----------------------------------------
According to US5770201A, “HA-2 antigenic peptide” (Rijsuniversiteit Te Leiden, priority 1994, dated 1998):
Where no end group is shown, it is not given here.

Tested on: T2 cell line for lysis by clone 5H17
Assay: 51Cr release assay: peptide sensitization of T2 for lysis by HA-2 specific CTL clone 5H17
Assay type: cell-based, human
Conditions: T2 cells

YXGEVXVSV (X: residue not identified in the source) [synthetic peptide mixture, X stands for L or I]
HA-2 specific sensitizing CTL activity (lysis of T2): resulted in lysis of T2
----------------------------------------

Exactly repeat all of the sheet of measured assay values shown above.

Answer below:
According to US5770201A, “HA-2 antigenic peptide” (Rijsuniversiteit Te Leiden, priority 1994, dated 1998):
Where no end group is shown, it is not given here.

Tested on: T2 cell line for lysis by clone 5H17
Assay: 51Cr release assay: peptide sensitization of T2 for lysis by HA-2 specific CTL clone 5H17
Assay type: cell-based, human
Conditions: T2 cells

YXGEVXVSV (X: residue not identified in the source) [synthetic peptide mixture, X stands for L or I]
HA-2 specific sensitizing CTL activity (lysis of T2): resulted in lysis of T2